A thumbs up for Tim Noah Thumbnail Theater

Over the weekend, my family went with some friends – we both have 9 year old boys – to see The Kaddywompas Radio Show at Tim Noah Thumbnail Theater. I had been to The Thumb before but never for a radio show performance.

When one takes kids to live theater shows, it’s always a leap of faith. Will they be absorbed or will I regret the whole experience.

Well, these boys sat together and were absorbed and entertained. Now that’s a thumbs up review right there.

Total credit goes to the talent on that stage.

The songs, the story line, the voices, the action on stage, all added up to a spot on show. The fact that the show was recorded live and that our voices, applause and laughter were all part of the performance really kicked up the fun factor as well. The boys even got into it, singing along and happy to clap as loud as they could.

If you missed the show, “The Kaddywompas Radio Show…And the Dog Smiled,” airs on 90.7 KSER at 8 a.m. and 4 p.m. May 5.

If you want to see the show live, and you should, the next performance will be 1 and 4 p.m. June 16 at Thumbnail Theater,1211 Fourth St., Snohomish.

The plot for “And the Dog Smiled” is a simple one: the evil potato chip tycoon Monty Mashwell, who has built a huge factory, wants to take over the town of Kaddywompas. But Mashwell’s own greed gets him in trouble in a most unusual and “explosive” way.

This original story, written by JW McClure, Tim Noah, Bill Davie and Cyndi “Soup” Elliott, is value-added with original music that includes blues and folk but all of the songs are polished and well done. Applause to musical director Ted Lombard.

Tim Noah, who played the proprietor of the Kaddywompas Country Store and Curiosity Shop, was also the narrator. He sung and wrote several of the songs. He’s a seasoned performer and as a central figure in the show, led the cast with ease and confidence and also impressed with hitting a wonderfully high note in “Round the Bend.”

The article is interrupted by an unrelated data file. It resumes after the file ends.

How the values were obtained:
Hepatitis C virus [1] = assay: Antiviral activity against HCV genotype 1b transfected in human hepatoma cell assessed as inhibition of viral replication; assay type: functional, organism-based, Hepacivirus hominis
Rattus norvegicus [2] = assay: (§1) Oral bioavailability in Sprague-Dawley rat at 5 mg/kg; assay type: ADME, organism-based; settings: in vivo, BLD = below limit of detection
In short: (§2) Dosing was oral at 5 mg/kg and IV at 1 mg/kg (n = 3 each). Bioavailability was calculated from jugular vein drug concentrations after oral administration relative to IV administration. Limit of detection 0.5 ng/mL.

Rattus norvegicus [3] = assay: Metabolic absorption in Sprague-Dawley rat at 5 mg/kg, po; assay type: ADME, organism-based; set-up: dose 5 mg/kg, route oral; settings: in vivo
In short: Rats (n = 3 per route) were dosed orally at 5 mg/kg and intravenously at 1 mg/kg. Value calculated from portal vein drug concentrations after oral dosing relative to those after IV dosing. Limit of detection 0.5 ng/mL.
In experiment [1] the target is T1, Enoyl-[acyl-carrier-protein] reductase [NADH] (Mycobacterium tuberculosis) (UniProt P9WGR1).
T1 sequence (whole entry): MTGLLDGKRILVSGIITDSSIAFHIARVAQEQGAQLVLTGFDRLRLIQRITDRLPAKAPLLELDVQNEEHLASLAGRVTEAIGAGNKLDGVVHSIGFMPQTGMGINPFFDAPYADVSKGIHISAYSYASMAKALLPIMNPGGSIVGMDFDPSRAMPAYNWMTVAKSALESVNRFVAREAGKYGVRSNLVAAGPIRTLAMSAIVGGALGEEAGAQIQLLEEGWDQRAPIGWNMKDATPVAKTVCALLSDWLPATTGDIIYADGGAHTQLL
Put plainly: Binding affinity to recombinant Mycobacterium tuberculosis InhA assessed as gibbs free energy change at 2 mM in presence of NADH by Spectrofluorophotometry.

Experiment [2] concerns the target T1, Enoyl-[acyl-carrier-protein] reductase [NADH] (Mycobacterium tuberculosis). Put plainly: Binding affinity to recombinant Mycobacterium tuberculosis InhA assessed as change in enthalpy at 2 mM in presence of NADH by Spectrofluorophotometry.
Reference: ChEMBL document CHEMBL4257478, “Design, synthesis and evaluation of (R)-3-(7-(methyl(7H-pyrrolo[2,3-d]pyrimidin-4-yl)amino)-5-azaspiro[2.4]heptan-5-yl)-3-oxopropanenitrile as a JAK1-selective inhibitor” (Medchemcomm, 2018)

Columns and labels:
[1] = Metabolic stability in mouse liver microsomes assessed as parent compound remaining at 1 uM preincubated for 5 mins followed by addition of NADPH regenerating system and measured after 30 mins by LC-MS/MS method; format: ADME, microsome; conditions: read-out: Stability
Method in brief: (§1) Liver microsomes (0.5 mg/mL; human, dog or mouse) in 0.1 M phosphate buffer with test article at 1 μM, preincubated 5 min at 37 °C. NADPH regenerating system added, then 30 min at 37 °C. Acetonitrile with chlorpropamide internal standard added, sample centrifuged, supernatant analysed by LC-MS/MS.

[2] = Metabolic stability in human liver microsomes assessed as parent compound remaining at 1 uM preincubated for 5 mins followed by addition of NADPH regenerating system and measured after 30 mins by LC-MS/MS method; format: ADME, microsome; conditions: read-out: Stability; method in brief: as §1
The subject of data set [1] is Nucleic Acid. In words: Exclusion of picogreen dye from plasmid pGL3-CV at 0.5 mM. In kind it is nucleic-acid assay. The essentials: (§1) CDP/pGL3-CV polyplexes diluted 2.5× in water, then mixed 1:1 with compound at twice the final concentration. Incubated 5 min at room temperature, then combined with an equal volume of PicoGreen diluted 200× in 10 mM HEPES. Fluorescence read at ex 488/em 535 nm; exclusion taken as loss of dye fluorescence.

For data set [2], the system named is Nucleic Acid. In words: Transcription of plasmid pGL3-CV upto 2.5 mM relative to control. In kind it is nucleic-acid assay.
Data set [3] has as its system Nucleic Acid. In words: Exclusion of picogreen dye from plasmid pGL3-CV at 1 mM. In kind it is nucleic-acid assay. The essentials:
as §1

Other standout Kaddywompas Players were Sharon”Corkie” Cordisco who had an incredibly versatile voice and I particularly enjoyed her voice of the alarm system. Duncan Huffman voiced villainous Montgomery Mashwell with perfect menace, and the ubiquitous Michael McFadden was hilarious and hard-working as Uncle Don, Foley, Trooper The Dog, and The Oppossum.

Other cast members included Elise Dahlberg, as Carrie Joe; special guest, folk singer and songwriter Bill Davie, as Himself; Cyndi “Soup” Elliott as RSVP (Rebecca Sparks Virginia Peters) and JW McClure as Himself. Angela Roff was audience prompter and the show was directed by Eric Lewis

The music is backed by The Wompas Band which includes Ted Lombard on piano, Lyndon Heart on guitar and Gabriel Glennie on bass.

If you go to the next Kaddywompas Radio Show, and like I said you should, don’t be surprised if you have to stay a little bit after the show to redo a scene or two. It’s all part of the job as audience for a live radio performance and it’s really part of the fun.

More in Life

Beer and cupcakes: Snohomish brewer, baker form unlikely duo

Pacific Northwest Cupcakes uses SnoTown’s brews to make beer-infused sweet treats.

Woodward Canyon Winery continues to weave masterpieces

Owner Rick Small uses grapes from vines he used when he made wine in his back yard in the 1970s.

Snohomish brewer flavors beer with chilies from mom’s back yard

Beer of the Week: Smoked rye forms sturdy foundation for SnoTown’s well-balanced Loose Rooster.

Beer, wine, spirits: Snohomish County booze calendar

Dash to Diamond Knot: Flying Unicorn Racing is teaming up with Mukilteo’s… Continue reading

Marysville theater stages Noel Coward’s timeless ‘Blithe Spirit’

The cast and crew at the Red Curtain Arts Center do a fine job with the 1940s British play.

Stringed instruments get workout at Cascade Symphony concert

Tchaikovsky’s “Serenade for Strings” is the orchestra’s first concert of the season.

Animating Van Gogh paintings proves to be trippy yet flawed

“Loving Vincent” relates the circumstances of the great painter’s death.

Confusing, muddled thriller confounds talented director, cast

“The Snowman,” based on a Scandinavian crime novel, suffers from catastrophic storytelling problems.

‘Breathe’ ignores all the inspirational movie cliches

It tells the story of a polio patient and his wife who helped change attitudes about the disabled.

Most Read